I recommend reading the whole blog entry, from John Hagel, who writes consistently interesting commetary on business innovation, especially on the new Asian models. Here, we are merely reblogging the paragraphs on open distribution:
“Looked at through an innovation lens, Grameen Bank represents one of the earliest examples of a powerful form of business innovation that I have described as open distribution. This innovation is being pioneered by a range of companies in South Asia (primarily India) to deal with the challenges of cost effectively reaching dispersed populations of low income, rural customers. Early pioneers of this model in India include ICICI Bank, ITC with their e-chaupal network, Tata Motors and Cummins (a US company pursuing these innovations through their Indian subsidiary). (For great summaries of the first two pioneers, see C.K. Prahalad’s The Fortune at the Bottom of the Pyramid, for a brief discussion of Tata Motors, see Manjeet Kripalani’s article in Business Week “Asking the Right Questions” and for the Cummins Story, see my article (with JSB) on “Innovation Blowback”.)
As I indicated in the earlier blog posting, this open distribution model has several key components:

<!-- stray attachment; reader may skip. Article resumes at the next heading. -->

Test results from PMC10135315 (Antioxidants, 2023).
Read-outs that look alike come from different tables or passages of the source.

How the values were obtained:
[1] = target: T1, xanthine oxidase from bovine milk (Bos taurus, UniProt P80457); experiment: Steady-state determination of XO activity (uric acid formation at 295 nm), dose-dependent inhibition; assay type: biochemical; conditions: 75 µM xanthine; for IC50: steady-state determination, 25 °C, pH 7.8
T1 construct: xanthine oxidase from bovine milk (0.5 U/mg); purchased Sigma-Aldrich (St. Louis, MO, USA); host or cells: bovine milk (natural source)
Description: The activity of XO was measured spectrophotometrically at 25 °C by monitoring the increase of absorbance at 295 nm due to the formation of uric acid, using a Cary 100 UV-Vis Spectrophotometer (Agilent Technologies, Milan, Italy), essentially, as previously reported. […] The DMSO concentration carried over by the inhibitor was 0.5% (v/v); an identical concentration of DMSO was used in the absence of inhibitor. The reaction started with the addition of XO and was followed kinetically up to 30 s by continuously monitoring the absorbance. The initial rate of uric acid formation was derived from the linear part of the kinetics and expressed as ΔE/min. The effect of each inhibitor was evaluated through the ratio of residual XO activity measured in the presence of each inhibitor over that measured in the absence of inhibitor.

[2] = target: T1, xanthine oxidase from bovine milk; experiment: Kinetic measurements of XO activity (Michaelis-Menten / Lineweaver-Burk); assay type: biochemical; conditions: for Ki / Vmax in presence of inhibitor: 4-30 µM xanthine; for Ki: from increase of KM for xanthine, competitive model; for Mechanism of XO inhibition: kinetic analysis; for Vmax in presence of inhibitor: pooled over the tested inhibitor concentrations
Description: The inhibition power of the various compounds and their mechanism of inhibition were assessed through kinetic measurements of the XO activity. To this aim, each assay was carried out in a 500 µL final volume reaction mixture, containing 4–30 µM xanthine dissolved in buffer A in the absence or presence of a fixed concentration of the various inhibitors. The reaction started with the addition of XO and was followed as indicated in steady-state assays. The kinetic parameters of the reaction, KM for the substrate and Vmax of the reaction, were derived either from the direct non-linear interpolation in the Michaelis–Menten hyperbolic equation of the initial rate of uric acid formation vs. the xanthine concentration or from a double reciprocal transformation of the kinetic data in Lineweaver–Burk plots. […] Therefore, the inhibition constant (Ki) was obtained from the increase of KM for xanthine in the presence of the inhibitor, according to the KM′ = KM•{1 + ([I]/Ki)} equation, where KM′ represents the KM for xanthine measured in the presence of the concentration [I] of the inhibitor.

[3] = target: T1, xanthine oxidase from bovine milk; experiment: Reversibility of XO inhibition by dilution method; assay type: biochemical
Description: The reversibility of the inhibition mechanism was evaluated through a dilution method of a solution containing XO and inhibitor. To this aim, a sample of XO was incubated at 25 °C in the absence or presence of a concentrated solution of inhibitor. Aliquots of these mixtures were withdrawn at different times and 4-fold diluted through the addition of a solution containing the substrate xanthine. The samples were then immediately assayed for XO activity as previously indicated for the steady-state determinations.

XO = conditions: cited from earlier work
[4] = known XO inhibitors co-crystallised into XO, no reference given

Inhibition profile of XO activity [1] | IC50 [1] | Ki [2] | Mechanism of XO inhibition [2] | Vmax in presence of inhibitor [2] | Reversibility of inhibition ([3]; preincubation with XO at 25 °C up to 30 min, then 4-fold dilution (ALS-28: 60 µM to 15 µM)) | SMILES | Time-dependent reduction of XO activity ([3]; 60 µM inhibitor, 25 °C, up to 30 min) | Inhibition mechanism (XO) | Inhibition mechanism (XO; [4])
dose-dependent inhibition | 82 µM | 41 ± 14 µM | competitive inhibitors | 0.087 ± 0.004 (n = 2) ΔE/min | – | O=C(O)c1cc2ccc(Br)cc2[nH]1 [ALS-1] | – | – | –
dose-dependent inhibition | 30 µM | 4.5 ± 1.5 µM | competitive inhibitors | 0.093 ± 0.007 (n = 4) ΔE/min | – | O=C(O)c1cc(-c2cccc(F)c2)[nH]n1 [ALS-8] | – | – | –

- increased modularity (both in products and processes)
- aggressive leveraging of existing third party (and often non-commercial) institutions in rural areas to more effectively reach target customers
- creative use of information technology carefully integrated with social institutions to encourage usage and deliver even greater value
This open distribution model stands in sharp contrast to Western forms of innovation in retail distribution by companies like Wal-Mart, Tesco and Metro. Rather than leveraging economies of scale and scope in the branches and regional distribution centers as these Western companies have done, the pioneers of the open distribution model seek to tailor the value delivered to customers through creative leveraging of third party institutions and social networks.
Western distribution models work great if the customers know exactly what they want or are prepared to invest in the search through endless aisles of products (and not a salesperson in sight!) to find what they need. In contrast, the open distribution models represent a promising cost-effective approach to help customers find products that are most relevant to them and then help them to get the most value out of the use of the products.”